insufficiency of mere worldly prosperity. "Pleasure to have it, none;
to lose it, pain," were words that very nearly fitted her state of
mind. At the thought of going back to the obscurity she had come out
of she shrank.



CHAPTER IX


That talk with Lord Hurdly made a distinct epoch in their relations
to each other. Neither ever referred to it, but it had left its
impress upon both. To Bettina it gave the assurance that she had done
all that could possibly be required of her, in her desire to come to
a true and amicable understanding with her husband, and, after it,
she had a greater sense of freedom. To Lord Hurdly it gave an insight
into Bettina's nature which he had not had before. He found her to
be possessed of a power of caustic speech which, he was bound to
acknowledge, had made him feel uncomfortable. He felt also that
he had not succeeded in asserting his supremacy over her quite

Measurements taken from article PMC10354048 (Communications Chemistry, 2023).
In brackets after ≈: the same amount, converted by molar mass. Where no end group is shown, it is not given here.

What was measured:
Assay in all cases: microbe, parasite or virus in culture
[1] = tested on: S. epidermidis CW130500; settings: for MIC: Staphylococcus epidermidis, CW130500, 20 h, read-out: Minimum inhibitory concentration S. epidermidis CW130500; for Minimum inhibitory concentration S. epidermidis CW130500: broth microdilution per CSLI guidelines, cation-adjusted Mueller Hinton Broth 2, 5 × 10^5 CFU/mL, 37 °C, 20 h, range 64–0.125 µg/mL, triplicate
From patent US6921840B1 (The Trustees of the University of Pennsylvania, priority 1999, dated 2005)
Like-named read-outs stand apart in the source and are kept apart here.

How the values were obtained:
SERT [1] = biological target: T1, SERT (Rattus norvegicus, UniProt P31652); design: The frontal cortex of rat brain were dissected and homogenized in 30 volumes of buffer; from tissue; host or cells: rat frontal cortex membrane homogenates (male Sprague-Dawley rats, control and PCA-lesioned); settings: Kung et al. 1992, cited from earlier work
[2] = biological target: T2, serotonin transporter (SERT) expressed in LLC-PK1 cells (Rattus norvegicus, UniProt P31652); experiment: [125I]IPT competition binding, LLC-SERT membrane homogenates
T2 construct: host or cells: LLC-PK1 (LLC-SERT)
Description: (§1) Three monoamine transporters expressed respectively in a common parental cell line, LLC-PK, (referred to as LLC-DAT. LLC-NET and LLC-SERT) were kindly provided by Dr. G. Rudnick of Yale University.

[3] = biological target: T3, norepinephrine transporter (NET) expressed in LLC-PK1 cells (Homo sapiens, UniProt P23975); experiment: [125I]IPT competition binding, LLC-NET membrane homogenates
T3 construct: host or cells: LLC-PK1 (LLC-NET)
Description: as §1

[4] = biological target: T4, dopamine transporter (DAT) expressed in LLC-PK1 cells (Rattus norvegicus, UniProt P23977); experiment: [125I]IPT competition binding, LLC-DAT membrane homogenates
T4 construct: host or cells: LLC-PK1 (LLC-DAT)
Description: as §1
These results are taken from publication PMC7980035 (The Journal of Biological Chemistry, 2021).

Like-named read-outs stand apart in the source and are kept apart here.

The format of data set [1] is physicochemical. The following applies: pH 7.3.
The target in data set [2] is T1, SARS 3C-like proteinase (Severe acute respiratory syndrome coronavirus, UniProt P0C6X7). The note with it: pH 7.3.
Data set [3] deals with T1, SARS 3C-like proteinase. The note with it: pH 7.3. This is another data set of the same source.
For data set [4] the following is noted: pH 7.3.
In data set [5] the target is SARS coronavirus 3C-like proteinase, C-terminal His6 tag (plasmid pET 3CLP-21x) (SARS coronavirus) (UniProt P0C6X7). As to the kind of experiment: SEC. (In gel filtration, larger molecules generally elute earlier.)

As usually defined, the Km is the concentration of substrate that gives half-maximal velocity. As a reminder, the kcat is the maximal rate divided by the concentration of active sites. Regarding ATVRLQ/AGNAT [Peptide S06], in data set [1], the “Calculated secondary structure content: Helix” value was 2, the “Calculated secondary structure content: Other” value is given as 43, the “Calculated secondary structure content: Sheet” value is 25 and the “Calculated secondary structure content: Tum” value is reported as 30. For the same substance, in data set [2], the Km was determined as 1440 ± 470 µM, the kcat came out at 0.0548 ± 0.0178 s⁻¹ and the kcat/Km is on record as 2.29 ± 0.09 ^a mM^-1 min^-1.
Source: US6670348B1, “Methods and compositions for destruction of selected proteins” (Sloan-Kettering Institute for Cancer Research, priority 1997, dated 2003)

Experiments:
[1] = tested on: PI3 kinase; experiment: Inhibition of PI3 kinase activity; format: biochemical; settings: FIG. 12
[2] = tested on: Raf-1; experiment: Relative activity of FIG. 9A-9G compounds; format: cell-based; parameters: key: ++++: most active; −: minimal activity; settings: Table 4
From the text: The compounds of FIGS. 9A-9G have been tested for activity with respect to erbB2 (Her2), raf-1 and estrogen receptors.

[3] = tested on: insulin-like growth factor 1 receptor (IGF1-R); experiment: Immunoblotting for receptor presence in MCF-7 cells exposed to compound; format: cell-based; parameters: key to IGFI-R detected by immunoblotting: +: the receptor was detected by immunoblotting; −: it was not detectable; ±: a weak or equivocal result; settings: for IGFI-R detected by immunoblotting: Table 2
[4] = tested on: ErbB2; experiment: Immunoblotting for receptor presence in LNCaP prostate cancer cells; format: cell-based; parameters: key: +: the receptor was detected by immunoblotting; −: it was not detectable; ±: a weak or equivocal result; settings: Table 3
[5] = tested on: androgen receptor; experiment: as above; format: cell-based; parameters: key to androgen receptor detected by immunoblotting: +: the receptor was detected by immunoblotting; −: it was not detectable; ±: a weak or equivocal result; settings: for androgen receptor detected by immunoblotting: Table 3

so conclusively as he could have wished. He had, moreover, an
uncomfortable warning, from the recollection of her words and looks,
that it might be better for him to think twice in future before
crossing swords with her. He was a man who hated opposition, and who
was quite unused to dealing with it in his own house. He was still
master, and his sovereignty no one had even questioned. As he desired
to keep this so, he did not care to enter into any further discussion
with Bettina. There were circumstances not beyond his conceiving
which might cause him a greater loss of prestige than any already
endured, and the thought of these made him careful to avoid coming
again into close quarters with Bettina.

This position on his part led to an attitude toward his wife which
might have been interpreted agreeably, since he no longer seemed to
watch her so narrowly as he had done. He seemed, without speaking on
the subject, to give her rather more freedom, and he never again
referred to her interest in the Indian famine or in the doings of
Horace Spotswood.